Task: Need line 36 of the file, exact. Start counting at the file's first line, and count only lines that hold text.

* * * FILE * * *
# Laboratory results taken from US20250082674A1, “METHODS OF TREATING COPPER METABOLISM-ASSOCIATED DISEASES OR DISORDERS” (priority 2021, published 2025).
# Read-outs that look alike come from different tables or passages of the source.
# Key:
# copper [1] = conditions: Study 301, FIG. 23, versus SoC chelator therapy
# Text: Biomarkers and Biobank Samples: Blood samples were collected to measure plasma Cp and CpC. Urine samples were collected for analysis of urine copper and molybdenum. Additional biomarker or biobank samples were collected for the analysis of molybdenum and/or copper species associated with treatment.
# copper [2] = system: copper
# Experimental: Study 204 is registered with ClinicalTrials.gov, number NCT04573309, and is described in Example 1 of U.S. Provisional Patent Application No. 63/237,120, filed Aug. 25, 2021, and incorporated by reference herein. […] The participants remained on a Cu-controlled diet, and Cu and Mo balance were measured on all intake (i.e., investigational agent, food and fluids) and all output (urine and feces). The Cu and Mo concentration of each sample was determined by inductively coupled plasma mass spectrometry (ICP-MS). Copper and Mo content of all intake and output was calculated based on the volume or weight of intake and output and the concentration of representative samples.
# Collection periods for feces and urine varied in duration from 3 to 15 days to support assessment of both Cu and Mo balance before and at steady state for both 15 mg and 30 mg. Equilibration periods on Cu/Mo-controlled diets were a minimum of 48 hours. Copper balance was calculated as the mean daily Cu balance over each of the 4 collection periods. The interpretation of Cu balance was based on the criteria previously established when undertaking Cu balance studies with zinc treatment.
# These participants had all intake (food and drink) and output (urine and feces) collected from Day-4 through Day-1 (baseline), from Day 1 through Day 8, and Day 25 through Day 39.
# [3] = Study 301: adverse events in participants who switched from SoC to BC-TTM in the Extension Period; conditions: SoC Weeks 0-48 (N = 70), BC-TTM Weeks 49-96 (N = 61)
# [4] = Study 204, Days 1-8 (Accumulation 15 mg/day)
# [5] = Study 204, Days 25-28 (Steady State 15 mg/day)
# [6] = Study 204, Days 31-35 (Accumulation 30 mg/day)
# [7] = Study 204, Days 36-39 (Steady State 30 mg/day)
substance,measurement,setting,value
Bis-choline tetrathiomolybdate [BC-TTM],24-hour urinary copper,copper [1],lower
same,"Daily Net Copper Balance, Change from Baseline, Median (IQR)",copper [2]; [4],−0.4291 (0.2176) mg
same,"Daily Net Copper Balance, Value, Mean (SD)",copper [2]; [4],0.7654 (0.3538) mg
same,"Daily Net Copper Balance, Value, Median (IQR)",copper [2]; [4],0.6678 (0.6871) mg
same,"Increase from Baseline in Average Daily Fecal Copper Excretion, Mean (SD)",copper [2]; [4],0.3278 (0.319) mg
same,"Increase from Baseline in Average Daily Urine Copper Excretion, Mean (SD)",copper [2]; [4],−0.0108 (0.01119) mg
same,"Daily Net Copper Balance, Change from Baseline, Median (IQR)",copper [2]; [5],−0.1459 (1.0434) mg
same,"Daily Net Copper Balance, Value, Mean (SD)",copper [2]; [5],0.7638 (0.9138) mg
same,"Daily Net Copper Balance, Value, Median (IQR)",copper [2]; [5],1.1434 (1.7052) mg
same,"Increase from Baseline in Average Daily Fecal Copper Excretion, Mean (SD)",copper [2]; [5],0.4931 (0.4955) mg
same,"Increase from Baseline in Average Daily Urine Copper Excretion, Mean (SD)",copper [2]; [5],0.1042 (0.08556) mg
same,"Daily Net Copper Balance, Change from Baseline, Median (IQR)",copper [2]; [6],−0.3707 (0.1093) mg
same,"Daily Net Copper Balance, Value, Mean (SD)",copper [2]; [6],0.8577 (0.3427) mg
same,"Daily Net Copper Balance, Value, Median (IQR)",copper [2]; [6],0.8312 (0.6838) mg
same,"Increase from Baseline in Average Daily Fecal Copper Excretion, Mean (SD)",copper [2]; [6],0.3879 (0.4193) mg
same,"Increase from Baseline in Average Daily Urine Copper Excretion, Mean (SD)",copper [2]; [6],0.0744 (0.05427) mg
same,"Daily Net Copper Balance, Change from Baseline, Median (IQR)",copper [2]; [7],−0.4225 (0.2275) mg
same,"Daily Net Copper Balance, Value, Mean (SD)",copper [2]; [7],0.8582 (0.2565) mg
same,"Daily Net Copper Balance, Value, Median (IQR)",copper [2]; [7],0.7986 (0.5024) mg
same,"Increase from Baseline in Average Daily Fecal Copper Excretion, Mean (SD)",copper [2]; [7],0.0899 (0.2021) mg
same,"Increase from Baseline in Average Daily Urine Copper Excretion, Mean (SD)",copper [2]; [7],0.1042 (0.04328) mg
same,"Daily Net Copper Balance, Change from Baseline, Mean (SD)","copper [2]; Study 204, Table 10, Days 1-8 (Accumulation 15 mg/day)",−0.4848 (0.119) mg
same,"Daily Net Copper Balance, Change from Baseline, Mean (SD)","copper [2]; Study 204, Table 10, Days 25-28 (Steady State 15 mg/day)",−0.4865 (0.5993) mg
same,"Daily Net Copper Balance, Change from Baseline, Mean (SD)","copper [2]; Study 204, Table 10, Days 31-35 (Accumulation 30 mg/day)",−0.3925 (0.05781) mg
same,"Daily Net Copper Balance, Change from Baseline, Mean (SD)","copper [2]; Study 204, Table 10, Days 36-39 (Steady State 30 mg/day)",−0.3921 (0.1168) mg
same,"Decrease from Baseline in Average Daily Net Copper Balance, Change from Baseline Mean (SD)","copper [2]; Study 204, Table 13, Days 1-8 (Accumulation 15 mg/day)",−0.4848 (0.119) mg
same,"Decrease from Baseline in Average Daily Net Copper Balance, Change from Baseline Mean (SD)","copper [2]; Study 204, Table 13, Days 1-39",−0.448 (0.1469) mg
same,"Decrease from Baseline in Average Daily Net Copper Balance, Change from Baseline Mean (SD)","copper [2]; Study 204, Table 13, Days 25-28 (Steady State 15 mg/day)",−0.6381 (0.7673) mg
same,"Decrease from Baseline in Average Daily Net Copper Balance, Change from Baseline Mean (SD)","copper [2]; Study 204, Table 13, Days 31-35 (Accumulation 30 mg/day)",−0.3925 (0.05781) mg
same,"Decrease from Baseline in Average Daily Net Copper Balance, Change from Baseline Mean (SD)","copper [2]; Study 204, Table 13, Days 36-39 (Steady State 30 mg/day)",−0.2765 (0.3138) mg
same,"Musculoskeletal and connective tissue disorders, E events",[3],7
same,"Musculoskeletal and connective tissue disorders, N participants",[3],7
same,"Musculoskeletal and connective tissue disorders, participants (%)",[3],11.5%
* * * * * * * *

same,"Increase from Baseline in Average Daily Urine Copper Excretion, Mean (SD)",copper [2]; [7],0.1042 (0.04328) mg